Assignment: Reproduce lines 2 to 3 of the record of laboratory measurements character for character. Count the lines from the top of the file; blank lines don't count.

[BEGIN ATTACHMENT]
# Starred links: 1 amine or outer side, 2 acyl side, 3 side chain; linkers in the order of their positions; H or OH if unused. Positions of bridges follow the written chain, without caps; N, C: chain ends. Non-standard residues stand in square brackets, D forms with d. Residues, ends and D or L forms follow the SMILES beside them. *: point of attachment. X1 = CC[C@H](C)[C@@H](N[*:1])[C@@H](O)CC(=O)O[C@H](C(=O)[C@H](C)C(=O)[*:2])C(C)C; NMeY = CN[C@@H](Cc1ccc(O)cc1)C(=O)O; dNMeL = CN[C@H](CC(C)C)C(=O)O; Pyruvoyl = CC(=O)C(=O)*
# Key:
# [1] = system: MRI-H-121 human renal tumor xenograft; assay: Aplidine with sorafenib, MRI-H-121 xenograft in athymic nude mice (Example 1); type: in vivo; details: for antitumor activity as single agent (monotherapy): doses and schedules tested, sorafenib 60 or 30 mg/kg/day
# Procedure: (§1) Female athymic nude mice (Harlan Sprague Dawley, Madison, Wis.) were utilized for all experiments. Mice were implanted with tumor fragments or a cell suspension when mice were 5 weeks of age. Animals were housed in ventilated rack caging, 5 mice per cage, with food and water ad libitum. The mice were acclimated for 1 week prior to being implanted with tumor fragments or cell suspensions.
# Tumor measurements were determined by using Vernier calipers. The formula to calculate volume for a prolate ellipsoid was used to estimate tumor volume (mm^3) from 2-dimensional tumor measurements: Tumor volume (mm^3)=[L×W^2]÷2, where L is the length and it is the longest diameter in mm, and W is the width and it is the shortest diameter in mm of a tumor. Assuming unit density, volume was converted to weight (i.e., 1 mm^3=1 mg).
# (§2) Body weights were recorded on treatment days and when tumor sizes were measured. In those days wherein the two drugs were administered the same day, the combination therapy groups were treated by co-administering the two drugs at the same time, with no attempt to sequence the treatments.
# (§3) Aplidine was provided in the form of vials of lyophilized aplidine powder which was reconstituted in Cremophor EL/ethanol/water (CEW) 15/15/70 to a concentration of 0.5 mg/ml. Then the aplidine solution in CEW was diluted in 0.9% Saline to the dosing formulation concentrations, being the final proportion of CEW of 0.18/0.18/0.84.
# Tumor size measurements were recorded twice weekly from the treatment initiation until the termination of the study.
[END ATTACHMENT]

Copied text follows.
# Key:
# [1] = system: MRI-H-121 human renal tumor xenograft; assay: Aplidine with sorafenib, MRI-H-121 xenograft in athymic nude mice (Example 1); type: in vivo; details: for antitumor activity as single agent (monotherapy): doses and schedules tested, sorafenib 60 or 30 mg/kg/day